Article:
In 1789 he was elected by the third estate of the senechaussee of Annonay as deputy to the states-general.
After studying law in Tuscany, he became an avocat at the upper council of Bastia, and was elected deputy of the Third Estate to the French states-general in 1789.
The noblesse were divided on the matter of toleration, but the cahiers (lists of grievances and suggestions for reform) submitted by the Third Estate demanded, besides regular meetings of the estates every five years, complete toleration and a reform of the Church.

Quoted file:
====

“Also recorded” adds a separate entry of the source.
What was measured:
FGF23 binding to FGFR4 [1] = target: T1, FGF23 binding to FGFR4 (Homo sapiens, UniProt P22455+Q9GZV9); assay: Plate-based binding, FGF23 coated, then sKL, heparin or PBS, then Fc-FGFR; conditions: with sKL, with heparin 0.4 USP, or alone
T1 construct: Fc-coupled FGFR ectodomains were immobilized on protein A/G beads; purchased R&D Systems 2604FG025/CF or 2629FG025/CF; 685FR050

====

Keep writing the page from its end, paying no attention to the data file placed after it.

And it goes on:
Elected deputy from Paris to the states-general, he was chosen president of the Third Estate (May 5, 1789), led the famous proceedings in the Tennis Court (June 20), and acted as mayor of Paris (July 15, 1789, to November 16, 1791).
In 1788 he published Deputation aux Etats generaux, a pamphlet remarkable for its bold exposition of liberal principles, and partly on the strength of this he was elected deputy to the states-general by the Third Estate of the bailliage of Metz.